NEW BRITAIN — Religious leaders from all corners of New England converged on South Church Tuesday to urge establishment of universal health care. Despite the denominational mix of clergy, all seemed to agree the system is broken and needs to be repaired or replaced.
Juan Figueroa, president of the Universal Health Care Foundation of Connecticut, said adequate health care is no longer an ethical issue, but a moral one. Figueroa, a former state representative, is on record as saying that state residents are without adequate coverage.
“The system is broken for a majority of Connecticut residents,” he said. His foundation has pushed for health-care measures that achieve quality, continuous and portable health care.
The Rev. Brendan McCormick, president of United Action of Connecticut’s Central Chapter and the event organizer, reminded some 75 participants that studies “repeatedly show that people without health care tend to live sicker and die younger.”
The Rev. George Harris, lead pastor of South Church, said “most of the uninsured have jobs, but simply cannot afford health insurance. Minority folks make up a disproportionate numbers of those who are uninsured.”
Several people volunteered to share why they were attending the meeting.
The Rev. Kathy Peters of the United Church of Chester said she has diabetes and her 60-year-old husband has had numerous hip replacements. However, he can’t afford to retire because they could not afford health insurance.
The Rev. Maxwell Olmstead of Higganum Congregational Church, a United Church of Christ, said the affluent people in his congregation care about universal health insurance. However, he said his church’s middle-class parishioners are “already feeling squeezed financially and fear things will get worse if we go to universal health care.”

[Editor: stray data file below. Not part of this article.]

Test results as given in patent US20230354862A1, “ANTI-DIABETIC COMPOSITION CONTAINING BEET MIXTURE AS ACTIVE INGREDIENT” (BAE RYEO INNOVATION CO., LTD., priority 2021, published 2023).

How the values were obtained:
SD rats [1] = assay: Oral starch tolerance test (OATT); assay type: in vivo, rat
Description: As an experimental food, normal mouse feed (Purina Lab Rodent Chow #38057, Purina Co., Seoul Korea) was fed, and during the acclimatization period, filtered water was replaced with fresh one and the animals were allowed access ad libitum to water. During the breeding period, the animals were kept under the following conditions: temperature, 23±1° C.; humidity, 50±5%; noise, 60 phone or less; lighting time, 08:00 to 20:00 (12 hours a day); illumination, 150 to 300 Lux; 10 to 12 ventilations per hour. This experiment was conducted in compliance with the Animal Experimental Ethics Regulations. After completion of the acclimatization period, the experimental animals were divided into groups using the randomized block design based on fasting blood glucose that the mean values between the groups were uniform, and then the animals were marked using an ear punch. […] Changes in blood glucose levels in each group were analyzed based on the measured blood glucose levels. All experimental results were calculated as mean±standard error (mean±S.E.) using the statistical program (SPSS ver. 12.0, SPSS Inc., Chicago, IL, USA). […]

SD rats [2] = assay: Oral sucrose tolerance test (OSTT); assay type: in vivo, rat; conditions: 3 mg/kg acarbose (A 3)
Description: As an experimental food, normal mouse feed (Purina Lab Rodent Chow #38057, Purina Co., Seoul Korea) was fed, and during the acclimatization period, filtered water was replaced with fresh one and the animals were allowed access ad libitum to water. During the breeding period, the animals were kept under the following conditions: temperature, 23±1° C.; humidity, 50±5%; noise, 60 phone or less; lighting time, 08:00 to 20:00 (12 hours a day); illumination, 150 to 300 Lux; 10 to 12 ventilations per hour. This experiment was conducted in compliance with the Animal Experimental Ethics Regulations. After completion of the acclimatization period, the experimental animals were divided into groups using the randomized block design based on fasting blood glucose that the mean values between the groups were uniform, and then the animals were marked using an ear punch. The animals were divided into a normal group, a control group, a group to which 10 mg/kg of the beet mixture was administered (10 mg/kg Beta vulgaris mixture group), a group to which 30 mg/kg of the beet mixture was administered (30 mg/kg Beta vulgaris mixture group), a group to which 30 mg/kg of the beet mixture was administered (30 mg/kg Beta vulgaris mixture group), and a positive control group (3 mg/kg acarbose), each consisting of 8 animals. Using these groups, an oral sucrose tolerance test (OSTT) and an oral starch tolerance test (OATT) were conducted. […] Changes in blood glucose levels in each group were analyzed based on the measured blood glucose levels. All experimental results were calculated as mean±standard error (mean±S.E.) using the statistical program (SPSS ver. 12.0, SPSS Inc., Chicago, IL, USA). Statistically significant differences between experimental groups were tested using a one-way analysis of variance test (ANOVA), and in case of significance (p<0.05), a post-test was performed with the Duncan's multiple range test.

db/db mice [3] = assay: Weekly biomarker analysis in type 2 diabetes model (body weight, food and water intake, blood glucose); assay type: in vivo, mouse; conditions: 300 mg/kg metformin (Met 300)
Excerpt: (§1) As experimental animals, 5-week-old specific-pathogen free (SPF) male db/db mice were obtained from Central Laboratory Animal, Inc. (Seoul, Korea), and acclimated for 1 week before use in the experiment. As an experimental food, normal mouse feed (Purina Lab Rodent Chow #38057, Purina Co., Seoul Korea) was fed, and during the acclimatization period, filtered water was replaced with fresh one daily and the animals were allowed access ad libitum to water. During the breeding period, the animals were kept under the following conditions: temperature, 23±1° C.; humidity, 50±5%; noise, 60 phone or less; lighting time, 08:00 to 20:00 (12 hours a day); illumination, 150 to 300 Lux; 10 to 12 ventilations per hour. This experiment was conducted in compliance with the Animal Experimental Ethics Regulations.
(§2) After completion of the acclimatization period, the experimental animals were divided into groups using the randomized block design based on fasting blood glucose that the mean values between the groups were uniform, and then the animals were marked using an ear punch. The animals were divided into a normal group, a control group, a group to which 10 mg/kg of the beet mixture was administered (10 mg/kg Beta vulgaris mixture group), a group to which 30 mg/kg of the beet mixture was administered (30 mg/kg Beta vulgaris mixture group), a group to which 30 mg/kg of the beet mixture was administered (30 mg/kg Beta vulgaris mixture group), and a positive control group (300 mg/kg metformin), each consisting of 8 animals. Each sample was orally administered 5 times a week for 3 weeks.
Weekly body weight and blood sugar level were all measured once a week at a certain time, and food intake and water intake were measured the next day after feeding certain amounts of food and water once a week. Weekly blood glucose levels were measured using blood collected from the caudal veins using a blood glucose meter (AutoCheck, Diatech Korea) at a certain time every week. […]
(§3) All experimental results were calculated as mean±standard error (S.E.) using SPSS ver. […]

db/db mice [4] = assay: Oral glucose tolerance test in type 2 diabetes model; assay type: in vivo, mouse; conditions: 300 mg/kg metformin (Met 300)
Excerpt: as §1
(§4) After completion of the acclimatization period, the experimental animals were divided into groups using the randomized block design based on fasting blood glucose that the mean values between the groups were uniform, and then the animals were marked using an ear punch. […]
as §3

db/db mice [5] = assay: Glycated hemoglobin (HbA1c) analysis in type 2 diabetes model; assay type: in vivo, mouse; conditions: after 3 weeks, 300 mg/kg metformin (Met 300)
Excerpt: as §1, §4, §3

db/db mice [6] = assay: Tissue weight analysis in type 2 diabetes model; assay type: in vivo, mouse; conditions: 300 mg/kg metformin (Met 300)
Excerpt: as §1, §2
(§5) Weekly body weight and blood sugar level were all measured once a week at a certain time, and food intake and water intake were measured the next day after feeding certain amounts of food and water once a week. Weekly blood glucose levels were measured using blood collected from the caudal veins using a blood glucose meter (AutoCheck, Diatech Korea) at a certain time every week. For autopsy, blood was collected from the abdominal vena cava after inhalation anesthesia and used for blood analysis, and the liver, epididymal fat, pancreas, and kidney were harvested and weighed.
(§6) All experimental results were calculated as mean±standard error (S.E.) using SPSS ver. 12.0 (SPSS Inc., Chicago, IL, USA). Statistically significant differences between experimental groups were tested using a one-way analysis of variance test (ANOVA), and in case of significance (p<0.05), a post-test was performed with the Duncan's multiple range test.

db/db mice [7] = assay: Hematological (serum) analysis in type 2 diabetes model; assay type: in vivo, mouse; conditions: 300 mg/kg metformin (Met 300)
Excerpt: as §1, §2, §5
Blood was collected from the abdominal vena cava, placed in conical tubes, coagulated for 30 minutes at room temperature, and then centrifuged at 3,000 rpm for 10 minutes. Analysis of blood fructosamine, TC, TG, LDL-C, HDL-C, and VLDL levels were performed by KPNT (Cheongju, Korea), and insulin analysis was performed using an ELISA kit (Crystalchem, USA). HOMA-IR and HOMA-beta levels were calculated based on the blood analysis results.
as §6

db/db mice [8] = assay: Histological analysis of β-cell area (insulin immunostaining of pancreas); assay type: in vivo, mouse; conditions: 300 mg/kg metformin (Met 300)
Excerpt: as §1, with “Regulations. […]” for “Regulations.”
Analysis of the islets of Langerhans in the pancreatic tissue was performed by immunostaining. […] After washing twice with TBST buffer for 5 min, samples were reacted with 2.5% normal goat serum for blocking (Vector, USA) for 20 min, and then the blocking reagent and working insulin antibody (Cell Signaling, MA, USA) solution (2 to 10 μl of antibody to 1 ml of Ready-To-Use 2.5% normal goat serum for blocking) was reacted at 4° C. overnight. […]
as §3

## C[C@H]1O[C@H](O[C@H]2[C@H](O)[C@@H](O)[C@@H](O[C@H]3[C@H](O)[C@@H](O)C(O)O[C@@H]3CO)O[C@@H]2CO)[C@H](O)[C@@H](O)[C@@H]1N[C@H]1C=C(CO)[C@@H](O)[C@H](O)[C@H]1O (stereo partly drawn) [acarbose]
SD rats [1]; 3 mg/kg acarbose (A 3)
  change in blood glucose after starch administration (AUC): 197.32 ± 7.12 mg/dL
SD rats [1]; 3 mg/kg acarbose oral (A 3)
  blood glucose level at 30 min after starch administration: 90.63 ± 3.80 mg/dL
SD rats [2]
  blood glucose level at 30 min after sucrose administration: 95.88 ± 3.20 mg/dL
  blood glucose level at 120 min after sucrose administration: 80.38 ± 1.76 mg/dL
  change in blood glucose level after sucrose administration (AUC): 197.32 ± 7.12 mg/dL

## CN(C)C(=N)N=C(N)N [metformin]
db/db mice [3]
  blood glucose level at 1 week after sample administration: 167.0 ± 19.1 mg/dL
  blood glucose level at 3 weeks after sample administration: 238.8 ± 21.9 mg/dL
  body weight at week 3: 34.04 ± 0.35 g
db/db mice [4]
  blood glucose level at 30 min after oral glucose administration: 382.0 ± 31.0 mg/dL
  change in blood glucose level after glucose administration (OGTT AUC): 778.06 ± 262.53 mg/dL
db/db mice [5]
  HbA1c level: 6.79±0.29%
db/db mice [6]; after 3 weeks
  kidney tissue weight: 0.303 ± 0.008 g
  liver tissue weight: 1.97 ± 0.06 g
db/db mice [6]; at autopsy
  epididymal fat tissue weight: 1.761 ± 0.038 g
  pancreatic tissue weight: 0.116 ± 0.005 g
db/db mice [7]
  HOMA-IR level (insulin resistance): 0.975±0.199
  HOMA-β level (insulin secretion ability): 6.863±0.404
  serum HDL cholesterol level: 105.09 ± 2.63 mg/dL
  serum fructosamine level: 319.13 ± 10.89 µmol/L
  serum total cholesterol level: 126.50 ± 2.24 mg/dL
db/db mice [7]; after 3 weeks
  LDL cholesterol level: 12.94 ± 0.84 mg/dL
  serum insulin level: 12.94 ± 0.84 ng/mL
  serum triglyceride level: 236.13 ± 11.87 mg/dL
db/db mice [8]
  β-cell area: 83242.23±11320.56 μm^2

Olmstead may be onto something.
The Pacific Research Institute, which has studied the Massachusetts universal health- care law, declared that after one year the law has increased current government spending and the government’s role in regulating the health-care market, decreased individual responsibility to purchase insurance, and made certain that the plan will fall short of achieving universal coverage.
Still, summit participants remain determined.
“We believe this is a moral issue,” said Rabbi Rachel Goldberg of Congregation Beth Shalom Rodfe Zedek in Chester. “Our traditions teach us that all human beings are created in the divine image. The voice of faith communities must be heard so that as justice demands, all residents of the richest state in the country have access to quality health care.”
The Rev. Margaret Payne, bishop of the New England Lutheran Synod of the Evangelical Lutheran Church in America, said change can take place only if people feel they have the power to make a change. She said in New Jersey, after years of resistance, the state “finally did away with capital punishment. Now the time has come for all people to insist on universal health care.”
Those at the summit were serenaded by the youth group, the Main Street Singers, before the meeting ended in prayer. Peters prayed that the Main Street children “would have full health care and never have to attend a meeting like this.”